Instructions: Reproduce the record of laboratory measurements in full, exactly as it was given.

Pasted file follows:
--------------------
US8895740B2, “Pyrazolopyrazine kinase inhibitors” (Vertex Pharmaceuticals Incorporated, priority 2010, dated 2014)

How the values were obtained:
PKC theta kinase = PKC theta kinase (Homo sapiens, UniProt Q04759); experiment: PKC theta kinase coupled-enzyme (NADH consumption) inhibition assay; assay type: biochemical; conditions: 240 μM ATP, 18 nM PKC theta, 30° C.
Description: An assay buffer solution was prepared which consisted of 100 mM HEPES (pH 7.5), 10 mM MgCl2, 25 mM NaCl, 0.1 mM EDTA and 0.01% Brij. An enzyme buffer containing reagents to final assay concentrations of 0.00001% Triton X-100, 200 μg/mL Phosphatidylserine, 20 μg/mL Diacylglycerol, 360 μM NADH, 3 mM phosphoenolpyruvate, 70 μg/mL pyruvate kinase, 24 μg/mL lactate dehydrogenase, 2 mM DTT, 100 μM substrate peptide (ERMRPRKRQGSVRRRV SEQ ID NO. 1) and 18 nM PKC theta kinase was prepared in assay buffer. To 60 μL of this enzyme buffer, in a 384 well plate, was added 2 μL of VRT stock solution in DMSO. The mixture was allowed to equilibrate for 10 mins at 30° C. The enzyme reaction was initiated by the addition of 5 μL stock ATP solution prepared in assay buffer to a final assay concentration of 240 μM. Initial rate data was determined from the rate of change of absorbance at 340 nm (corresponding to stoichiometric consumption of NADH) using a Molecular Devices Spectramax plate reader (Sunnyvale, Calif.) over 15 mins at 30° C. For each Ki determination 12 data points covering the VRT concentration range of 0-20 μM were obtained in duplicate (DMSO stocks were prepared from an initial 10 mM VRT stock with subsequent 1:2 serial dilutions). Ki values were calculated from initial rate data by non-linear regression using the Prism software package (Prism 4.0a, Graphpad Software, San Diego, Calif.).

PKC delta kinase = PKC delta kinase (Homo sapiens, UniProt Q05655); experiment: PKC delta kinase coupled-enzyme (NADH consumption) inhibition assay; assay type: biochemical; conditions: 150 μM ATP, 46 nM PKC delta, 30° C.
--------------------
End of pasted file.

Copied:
US8895740B2, “Pyrazolopyrazine kinase inhibitors” (Vertex Pharmaceuticals Incorporated, priority 2010, dated 2014)

How the values were obtained:
PKC theta kinase = PKC theta kinase (Homo sapiens, UniProt Q04759); experiment: PKC theta kinase coupled-enzyme (NADH consumption) inhibition assay; assay type: biochemical; conditions: 240 μM ATP, 18 nM PKC theta, 30° C.
Description: An assay buffer solution was prepared which consisted of 100 mM HEPES (pH 7.5), 10 mM MgCl2, 25 mM NaCl, 0.1 mM EDTA and 0.01% Brij. An enzyme buffer containing reagents to final assay concentrations of 0.00001% Triton X-100, 200 μg/mL Phosphatidylserine, 20 μg/mL Diacylglycerol, 360 μM NADH, 3 mM phosphoenolpyruvate, 70 μg/mL pyruvate kinase, 24 μg/mL lactate dehydrogenase, 2 mM DTT, 100 μM substrate peptide (ERMRPRKRQGSVRRRV SEQ ID NO. 1) and 18 nM PKC theta kinase was prepared in assay buffer. To 60 μL of this enzyme buffer, in a 384 well plate, was added 2 μL of VRT stock solution in DMSO. The mixture was allowed to equilibrate for 10 mins at 30° C. The enzyme reaction was initiated by the addition of 5 μL stock ATP solution prepared in assay buffer to a final assay concentration of 240 μM. Initial rate data was determined from the rate of change of absorbance at 340 nm (corresponding to stoichiometric consumption of NADH) using a Molecular Devices Spectramax plate reader (Sunnyvale, Calif.) over 15 mins at 30° C. For each Ki determination 12 data points covering the VRT concentration range of 0-20 μM were obtained in duplicate (DMSO stocks were prepared from an initial 10 mM VRT stock with subsequent 1:2 serial dilutions). Ki values were calculated from initial rate data by non-linear regression using the Prism software package (Prism 4.0a, Graphpad Software, San Diego, Calif.).

PKC delta kinase = PKC delta kinase (Homo sapiens, UniProt Q05655); experiment: PKC delta kinase coupled-enzyme (NADH consumption) inhibition assay; assay type: biochemical; conditions: 150 μM ATP, 46 nM PKC delta, 30° C.